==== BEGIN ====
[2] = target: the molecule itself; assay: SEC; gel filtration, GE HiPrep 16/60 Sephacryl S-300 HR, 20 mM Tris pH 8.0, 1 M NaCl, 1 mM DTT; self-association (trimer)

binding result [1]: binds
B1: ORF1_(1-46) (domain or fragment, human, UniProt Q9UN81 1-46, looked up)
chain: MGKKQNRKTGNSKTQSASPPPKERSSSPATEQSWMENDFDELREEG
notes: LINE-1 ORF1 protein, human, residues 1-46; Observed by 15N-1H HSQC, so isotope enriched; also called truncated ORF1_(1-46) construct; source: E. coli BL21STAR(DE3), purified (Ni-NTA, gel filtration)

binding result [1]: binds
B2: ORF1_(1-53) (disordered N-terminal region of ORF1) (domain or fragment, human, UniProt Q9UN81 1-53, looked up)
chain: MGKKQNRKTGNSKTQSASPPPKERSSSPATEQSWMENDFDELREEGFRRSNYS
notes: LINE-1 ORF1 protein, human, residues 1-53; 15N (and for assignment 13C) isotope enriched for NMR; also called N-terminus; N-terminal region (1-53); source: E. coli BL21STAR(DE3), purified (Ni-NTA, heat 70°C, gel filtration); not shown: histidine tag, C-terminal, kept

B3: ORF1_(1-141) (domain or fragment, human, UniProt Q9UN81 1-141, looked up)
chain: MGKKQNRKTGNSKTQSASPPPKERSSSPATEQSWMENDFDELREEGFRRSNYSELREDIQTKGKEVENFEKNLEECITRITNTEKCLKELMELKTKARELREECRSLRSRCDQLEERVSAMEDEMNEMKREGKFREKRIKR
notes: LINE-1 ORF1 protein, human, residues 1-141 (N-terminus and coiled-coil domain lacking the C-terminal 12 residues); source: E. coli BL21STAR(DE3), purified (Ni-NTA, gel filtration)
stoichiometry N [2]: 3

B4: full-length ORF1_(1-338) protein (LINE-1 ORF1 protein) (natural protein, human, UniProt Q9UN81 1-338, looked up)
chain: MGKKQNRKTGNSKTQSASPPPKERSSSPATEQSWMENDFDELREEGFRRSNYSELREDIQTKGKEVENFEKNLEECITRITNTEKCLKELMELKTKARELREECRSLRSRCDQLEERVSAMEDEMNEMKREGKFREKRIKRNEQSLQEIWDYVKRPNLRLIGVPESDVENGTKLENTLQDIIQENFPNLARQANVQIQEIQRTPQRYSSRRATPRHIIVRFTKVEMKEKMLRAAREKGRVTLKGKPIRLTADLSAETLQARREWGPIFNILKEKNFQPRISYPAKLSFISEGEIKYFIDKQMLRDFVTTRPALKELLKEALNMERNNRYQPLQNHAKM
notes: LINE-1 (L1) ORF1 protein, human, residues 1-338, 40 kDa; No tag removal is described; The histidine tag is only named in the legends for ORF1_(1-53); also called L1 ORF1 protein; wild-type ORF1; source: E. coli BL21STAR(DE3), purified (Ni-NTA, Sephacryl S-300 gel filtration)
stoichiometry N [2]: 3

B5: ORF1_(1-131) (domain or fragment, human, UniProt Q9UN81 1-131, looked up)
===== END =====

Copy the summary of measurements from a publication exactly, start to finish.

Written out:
[2] = target: the molecule itself; assay: SEC; gel filtration, GE HiPrep 16/60 Sephacryl S-300 HR, 20 mM Tris pH 8.0, 1 M NaCl, 1 mM DTT; self-association (trimer)

binding result [1]: binds
B1: ORF1_(1-46) (domain or fragment, human, UniProt Q9UN81 1-46, looked up)
chain: MGKKQNRKTGNSKTQSASPPPKERSSSPATEQSWMENDFDELREEG
notes: LINE-1 ORF1 protein, human, residues 1-46; Observed by 15N-1H HSQC, so isotope enriched; also called truncated ORF1_(1-46) construct; source: E. coli BL21STAR(DE3), purified (Ni-NTA, gel filtration)

binding result [1]: binds
B2: ORF1_(1-53) (disordered N-terminal region of ORF1) (domain or fragment, human, UniProt Q9UN81 1-53, looked up)
chain: MGKKQNRKTGNSKTQSASPPPKERSSSPATEQSWMENDFDELREEGFRRSNYS
notes: LINE-1 ORF1 protein, human, residues 1-53; 15N (and for assignment 13C) isotope enriched for NMR; also called N-terminus; N-terminal region (1-53); source: E. coli BL21STAR(DE3), purified (Ni-NTA, heat 70°C, gel filtration); not shown: histidine tag, C-terminal, kept

B3: ORF1_(1-141) (domain or fragment, human, UniProt Q9UN81 1-141, looked up)
chain: MGKKQNRKTGNSKTQSASPPPKERSSSPATEQSWMENDFDELREEGFRRSNYSELREDIQTKGKEVENFEKNLEECITRITNTEKCLKELMELKTKARELREECRSLRSRCDQLEERVSAMEDEMNEMKREGKFREKRIKR
notes: LINE-1 ORF1 protein, human, residues 1-141 (N-terminus and coiled-coil domain lacking the C-terminal 12 residues); source: E. coli BL21STAR(DE3), purified (Ni-NTA, gel filtration)
stoichiometry N [2]: 3

B4: full-length ORF1_(1-338) protein (LINE-1 ORF1 protein) (natural protein, human, UniProt Q9UN81 1-338, looked up)
chain: MGKKQNRKTGNSKTQSASPPPKERSSSPATEQSWMENDFDELREEGFRRSNYSELREDIQTKGKEVENFEKNLEECITRITNTEKCLKELMELKTKARELREECRSLRSRCDQLEERVSAMEDEMNEMKREGKFREKRIKRNEQSLQEIWDYVKRPNLRLIGVPESDVENGTKLENTLQDIIQENFPNLARQANVQIQEIQRTPQRYSSRRATPRHIIVRFTKVEMKEKMLRAAREKGRVTLKGKPIRLTADLSAETLQARREWGPIFNILKEKNFQPRISYPAKLSFISEGEIKYFIDKQMLRDFVTTRPALKELLKEALNMERNNRYQPLQNHAKM
notes: LINE-1 (L1) ORF1 protein, human, residues 1-338, 40 kDa; No tag removal is described; The histidine tag is only named in the legends for ORF1_(1-53); also called L1 ORF1 protein; wild-type ORF1; source: E. coli BL21STAR(DE3), purified (Ni-NTA, Sephacryl S-300 gel filtration)
stoichiometry N [2]: 3

B5: ORF1_(1-131) (domain or fragment, human, UniProt Q9UN81 1-131, looked up)